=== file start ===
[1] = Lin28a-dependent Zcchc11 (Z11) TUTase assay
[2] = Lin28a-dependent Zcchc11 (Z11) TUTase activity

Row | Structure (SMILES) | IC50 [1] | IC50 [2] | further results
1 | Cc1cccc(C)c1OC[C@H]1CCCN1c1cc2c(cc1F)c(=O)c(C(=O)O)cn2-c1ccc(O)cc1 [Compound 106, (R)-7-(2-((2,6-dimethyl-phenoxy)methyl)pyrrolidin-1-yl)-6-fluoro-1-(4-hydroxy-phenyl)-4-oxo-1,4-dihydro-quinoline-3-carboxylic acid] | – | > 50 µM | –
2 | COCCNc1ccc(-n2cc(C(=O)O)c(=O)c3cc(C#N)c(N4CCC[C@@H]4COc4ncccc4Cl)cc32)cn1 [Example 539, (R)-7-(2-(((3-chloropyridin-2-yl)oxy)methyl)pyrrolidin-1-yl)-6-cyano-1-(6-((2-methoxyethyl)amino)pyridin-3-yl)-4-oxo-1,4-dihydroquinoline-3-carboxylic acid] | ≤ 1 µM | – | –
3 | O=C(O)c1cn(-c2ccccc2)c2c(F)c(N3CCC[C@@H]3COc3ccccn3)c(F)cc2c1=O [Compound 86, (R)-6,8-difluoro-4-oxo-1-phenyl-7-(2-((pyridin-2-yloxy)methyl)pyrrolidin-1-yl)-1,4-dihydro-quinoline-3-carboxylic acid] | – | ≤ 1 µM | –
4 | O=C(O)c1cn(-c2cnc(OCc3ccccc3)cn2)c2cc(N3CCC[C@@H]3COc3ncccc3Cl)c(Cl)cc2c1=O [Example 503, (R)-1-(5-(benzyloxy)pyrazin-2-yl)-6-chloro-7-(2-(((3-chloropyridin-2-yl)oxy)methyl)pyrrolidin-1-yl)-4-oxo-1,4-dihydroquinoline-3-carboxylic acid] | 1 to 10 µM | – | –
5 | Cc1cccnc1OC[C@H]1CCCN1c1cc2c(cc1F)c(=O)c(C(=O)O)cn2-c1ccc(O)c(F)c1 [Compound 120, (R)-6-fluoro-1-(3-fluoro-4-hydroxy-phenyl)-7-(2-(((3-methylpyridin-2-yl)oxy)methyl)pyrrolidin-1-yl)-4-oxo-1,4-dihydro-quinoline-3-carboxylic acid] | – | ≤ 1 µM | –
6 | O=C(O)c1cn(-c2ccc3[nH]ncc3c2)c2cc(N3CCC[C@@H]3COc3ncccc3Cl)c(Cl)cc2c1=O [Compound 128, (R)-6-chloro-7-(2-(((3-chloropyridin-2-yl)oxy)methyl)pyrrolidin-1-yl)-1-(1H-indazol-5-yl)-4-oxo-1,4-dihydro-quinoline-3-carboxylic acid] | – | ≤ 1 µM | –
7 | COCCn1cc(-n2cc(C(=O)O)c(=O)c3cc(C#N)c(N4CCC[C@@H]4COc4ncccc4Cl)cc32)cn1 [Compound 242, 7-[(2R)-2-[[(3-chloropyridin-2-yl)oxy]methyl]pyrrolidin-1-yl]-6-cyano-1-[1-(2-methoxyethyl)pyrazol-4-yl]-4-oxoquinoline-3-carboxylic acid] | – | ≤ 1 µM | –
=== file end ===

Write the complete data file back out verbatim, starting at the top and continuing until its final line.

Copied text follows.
[1] = Lin28a-dependent Zcchc11 (Z11) TUTase assay
[2] = Lin28a-dependent Zcchc11 (Z11) TUTase activity

Row | Structure (SMILES) | IC50 [1] | IC50 [2] | further results
1 | Cc1cccc(C)c1OC[C@H]1CCCN1c1cc2c(cc1F)c(=O)c(C(=O)O)cn2-c1ccc(O)cc1 [Compound 106, (R)-7-(2-((2,6-dimethyl-phenoxy)methyl)pyrrolidin-1-yl)-6-fluoro-1-(4-hydroxy-phenyl)-4-oxo-1,4-dihydro-quinoline-3-carboxylic acid] | – | > 50 µM | –
2 | COCCNc1ccc(-n2cc(C(=O)O)c(=O)c3cc(C#N)c(N4CCC[C@@H]4COc4ncccc4Cl)cc32)cn1 [Example 539, (R)-7-(2-(((3-chloropyridin-2-yl)oxy)methyl)pyrrolidin-1-yl)-6-cyano-1-(6-((2-methoxyethyl)amino)pyridin-3-yl)-4-oxo-1,4-dihydroquinoline-3-carboxylic acid] | ≤ 1 µM | – | –
3 | O=C(O)c1cn(-c2ccccc2)c2c(F)c(N3CCC[C@@H]3COc3ccccn3)c(F)cc2c1=O [Compound 86, (R)-6,8-difluoro-4-oxo-1-phenyl-7-(2-((pyridin-2-yloxy)methyl)pyrrolidin-1-yl)-1,4-dihydro-quinoline-3-carboxylic acid] | – | ≤ 1 µM | –
4 | O=C(O)c1cn(-c2cnc(OCc3ccccc3)cn2)c2cc(N3CCC[C@@H]3COc3ncccc3Cl)c(Cl)cc2c1=O [Example 503, (R)-1-(5-(benzyloxy)pyrazin-2-yl)-6-chloro-7-(2-(((3-chloropyridin-2-yl)oxy)methyl)pyrrolidin-1-yl)-4-oxo-1,4-dihydroquinoline-3-carboxylic acid] | 1 to 10 µM | – | –
5 | Cc1cccnc1OC[C@H]1CCCN1c1cc2c(cc1F)c(=O)c(C(=O)O)cn2-c1ccc(O)c(F)c1 [Compound 120, (R)-6-fluoro-1-(3-fluoro-4-hydroxy-phenyl)-7-(2-(((3-methylpyridin-2-yl)oxy)methyl)pyrrolidin-1-yl)-4-oxo-1,4-dihydro-quinoline-3-carboxylic acid] | – | ≤ 1 µM | –
6 | O=C(O)c1cn(-c2ccc3[nH]ncc3c2)c2cc(N3CCC[C@@H]3COc3ncccc3Cl)c(Cl)cc2c1=O [Compound 128, (R)-6-chloro-7-(2-(((3-chloropyridin-2-yl)oxy)methyl)pyrrolidin-1-yl)-1-(1H-indazol-5-yl)-4-oxo-1,4-dihydro-quinoline-3-carboxylic acid] | – | ≤ 1 µM | –
7 | COCCn1cc(-n2cc(C(=O)O)c(=O)c3cc(C#N)c(N4CCC[C@@H]4COc4ncccc4Cl)cc32)cn1 [Compound 242, 7-[(2R)-2-[[(3-chloropyridin-2-yl)oxy]methyl]pyrrolidin-1-yl]-6-cyano-1-[1-(2-methoxyethyl)pyrazol-4-yl]-4-oxoquinoline-3-carboxylic acid] | – | ≤ 1 µM | –